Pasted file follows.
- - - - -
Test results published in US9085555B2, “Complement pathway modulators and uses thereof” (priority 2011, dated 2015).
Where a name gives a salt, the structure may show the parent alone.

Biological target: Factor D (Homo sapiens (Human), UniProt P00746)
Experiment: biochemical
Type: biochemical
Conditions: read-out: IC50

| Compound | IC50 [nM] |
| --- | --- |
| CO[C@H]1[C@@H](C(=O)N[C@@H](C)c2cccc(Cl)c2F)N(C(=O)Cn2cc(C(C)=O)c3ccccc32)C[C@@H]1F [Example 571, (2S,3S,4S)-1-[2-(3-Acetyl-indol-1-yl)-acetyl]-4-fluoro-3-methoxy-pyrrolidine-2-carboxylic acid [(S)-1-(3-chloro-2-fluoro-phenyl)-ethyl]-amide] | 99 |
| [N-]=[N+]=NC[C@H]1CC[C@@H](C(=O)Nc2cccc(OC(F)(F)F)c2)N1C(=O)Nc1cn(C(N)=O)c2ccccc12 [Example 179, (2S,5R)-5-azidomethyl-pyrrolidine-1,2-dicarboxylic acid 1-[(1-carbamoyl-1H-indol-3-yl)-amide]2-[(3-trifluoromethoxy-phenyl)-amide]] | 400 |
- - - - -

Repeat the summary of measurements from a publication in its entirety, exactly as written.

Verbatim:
Test results published in US9085555B2, “Complement pathway modulators and uses thereof” (priority 2011, dated 2015).
Where a name gives a salt, the structure may show the parent alone.

Biological target: Factor D (Homo sapiens (Human), UniProt P00746)
Experiment: biochemical
Type: biochemical
Conditions: read-out: IC50

| Compound | IC50 [nM] |
| --- | --- |
| CO[C@H]1[C@@H](C(=O)N[C@@H](C)c2cccc(Cl)c2F)N(C(=O)Cn2cc(C(C)=O)c3ccccc32)C[C@@H]1F [Example 571, (2S,3S,4S)-1-[2-(3-Acetyl-indol-1-yl)-acetyl]-4-fluoro-3-methoxy-pyrrolidine-2-carboxylic acid [(S)-1-(3-chloro-2-fluoro-phenyl)-ethyl]-amide] | 99 |
| [N-]=[N+]=NC[C@H]1CC[C@@H](C(=O)Nc2cccc(OC(F)(F)F)c2)N1C(=O)Nc1cn(C(N)=O)c2ccccc12 [Example 179, (2S,5R)-5-azidomethyl-pyrrolidine-1,2-dicarboxylic acid 1-[(1-carbamoyl-1H-indol-3-yl)-amide]2-[(3-trifluoromethoxy-phenyl)-amide]] | 400 |